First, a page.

Advertisement

Snakes on a Visual Plane

Researchers detect neurons in the macaque brain that selectively respond to images of reptilian predators.

By | October 28, 2013

Macaca fuscataFLICKR, CHRISLIANG82Humans and other primates have a remarkable ability to detect snakes, even in a chaotic visual environment. Primate socioecologist Lynne Isbell has long theorized that snakes played a significant role in the evolutionary history of primates, and a study published in the Proceedings of the National Academy of Sciences today (October 28) provides the first neuroscientific evidence to support her hypothesis. Specifically, Isbell and her colleagues identify neurons in the Japanese macaque (Macaca fuscata) brain that respond selectively to images of snakes.

“This is the first evidence of snake-selective neurons in the primate brain that I’m aware of,” said Dartmouth College’s Seth Dobson, a biological anthropologist who was not involved in the work. “And it provides some of the strongest support for the general idea that predation has been a major factor shaping primate evolution.”

“The authors clearly show that there is some feature in the snake stimuli that excites many neurons in the pulvinar,” a brain region involved in primate visual processing, echoed Vanderbilt University’s Roan Marion, who also was not involved in the work.

Isbell, a professor of anthropology at the University of California, Davis, first proposed her snake detection theory of primate evolution in 2006. In 2009, she published a book on the subject. In The Fruit, the Tree, and the Serpent, Isbell argued that predation pressure from snakes shaped primates’ brains and vision. Because the medial and the dorsal parts of the pulvinar are distinctive to primates, and because previous work implicates the brain region in the rapid processing of threatening visuals, Isbell suspected it might contain snake-sensitive neurons. And so, teaming up with neuroscientists from Japan and Brazil, she sought to test that notion.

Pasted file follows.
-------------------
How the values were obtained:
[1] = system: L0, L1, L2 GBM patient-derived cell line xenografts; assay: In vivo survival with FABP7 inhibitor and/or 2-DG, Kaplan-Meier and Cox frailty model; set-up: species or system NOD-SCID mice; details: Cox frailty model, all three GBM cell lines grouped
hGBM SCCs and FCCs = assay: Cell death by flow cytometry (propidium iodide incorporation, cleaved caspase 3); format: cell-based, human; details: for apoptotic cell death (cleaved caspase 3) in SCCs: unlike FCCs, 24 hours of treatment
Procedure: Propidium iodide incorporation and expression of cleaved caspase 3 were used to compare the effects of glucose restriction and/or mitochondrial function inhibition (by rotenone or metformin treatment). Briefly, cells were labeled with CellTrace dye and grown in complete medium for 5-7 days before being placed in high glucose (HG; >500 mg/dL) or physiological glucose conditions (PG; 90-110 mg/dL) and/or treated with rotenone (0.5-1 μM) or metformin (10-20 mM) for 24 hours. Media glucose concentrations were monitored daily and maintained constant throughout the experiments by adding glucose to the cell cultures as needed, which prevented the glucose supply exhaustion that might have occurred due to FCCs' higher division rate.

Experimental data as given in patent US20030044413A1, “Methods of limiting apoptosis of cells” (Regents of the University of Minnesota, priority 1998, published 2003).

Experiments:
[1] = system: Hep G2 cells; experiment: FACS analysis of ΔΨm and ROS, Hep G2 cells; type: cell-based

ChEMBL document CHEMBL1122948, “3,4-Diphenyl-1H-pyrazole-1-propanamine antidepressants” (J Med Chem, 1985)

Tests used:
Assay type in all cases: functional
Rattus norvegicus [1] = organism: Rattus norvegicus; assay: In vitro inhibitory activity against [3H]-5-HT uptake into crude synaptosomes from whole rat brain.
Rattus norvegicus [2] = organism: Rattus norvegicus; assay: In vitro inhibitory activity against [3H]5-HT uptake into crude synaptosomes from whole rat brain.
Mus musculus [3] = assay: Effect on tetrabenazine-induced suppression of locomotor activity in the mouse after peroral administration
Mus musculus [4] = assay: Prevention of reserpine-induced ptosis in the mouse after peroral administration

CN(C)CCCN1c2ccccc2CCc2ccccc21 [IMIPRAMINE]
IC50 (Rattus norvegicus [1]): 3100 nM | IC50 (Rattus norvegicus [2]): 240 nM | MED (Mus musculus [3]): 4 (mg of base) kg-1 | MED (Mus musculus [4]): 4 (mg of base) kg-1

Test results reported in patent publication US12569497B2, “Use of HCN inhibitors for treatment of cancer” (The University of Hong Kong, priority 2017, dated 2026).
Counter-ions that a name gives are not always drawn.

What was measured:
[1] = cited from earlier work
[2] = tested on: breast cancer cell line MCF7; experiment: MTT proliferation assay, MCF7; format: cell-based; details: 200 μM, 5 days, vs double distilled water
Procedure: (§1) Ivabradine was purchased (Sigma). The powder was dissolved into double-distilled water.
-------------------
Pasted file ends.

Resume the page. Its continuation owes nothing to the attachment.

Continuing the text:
The team directly recorded pulvinar neuronal activity via electrodes implanted into the brains of two adult macaques—one male, one female—as they were shown images of monkey faces, monkey hands, geometric shapes, and snakes. The brains of both monkeys—which were raised at a national monkey farm in Amami Island, Japan, and had no known encounters with snakes before the experiment—showed preferential activity of neurons in the medial and dorsolateral pulvinar to images of snakes, as compared with the other stimuli. Further, snakes elicited the fastest and strongest responses from these neurons.

“This is the first direct neuroscientific study of predictions from the snake detection theory,” Isbell told The Scientist. “It was very exciting [to] test.”

While the neurobiological evidence of pulvinar neuron responses to a potential predation threat is convincing, Dobson noted more work is needed to support a role for snakes in primate evolution. “A Japanese macaque is not a good model for the ancestor of primates—or the even ancestor of macaques, for that matter—so it will be difficult to generalize these results to other primates . . . without falling prey to the myth of the ‘typical primate,’” he told The Scientist in an e-mail. Dobson also suggested that perhaps the pulvinar of ancient primate ancestors may have been more specialized for snake detection than that of today’s high primates, including macaques, which have evolved the ability to process complex facial expressions, he said.

Hillary Rodman from Emory University, who was not involved in the work, said the study lends support for the existence of a so-called “fear module” in the primate brain—a construct that enables “quick responses to stimuli that signal danger, such as predators and threatening faces”—and that this “fear module should be selectively responsive to snakes.” However, there might be similarly responsive neurons in other areas of the brain as well, she added. “Since they [the authors] haven’t—to my knowledge—tested the same stimuli on various other parts of the visual system, they don’t have evidence that these putatively selective cells are a specialization of the ‘fear module’ at all,” she told The Scientist in an e-mail.

Isbell noted that in addition to other areas of the brain, she and her diverse colleagues would also like to test whether pulvinar or other neurons show selective activity in response to predators other than snakes. “Future collaborations of neuroscientists and evolutionary biologists will really advance our understanding of why animals do what they do,” she said.

Q.V. Le et al., “Pulvinar neurons reveal neurobiological evidence of past selection for rapid detection of snakes,” PNAS, doi:10.1073/pnas.1312648110, 2013.

Add a Comment

Avatar of: You

You

Processing...
Processing...

Sign In with your LabX Media Group Passport to leave a comment

Not a member? Register Now!

LabX Media Group Passport Logo

Follow The Scientist

icon-facebook icon-linkedin icon-twitter icon-vimeo icon-youtube
Advertisement

Stay Connected with The Scientist

  • icon-facebook The Scientist Magazine
  • icon-facebook The Scientist Careers
  • icon-facebook Neuroscience Research Techniques
  • icon-facebook Genetic Research Techniques
  • icon-facebook Cell Culture Techniques
  • icon-facebook Microbiology and Immunology
  • icon-facebook Cancer Research and Technology
  • icon-facebook Stem Cell and Regenerative Science
Advertisement
Mirus
Mirus
Advertisement
NeuroScientistNews
NeuroScientistNews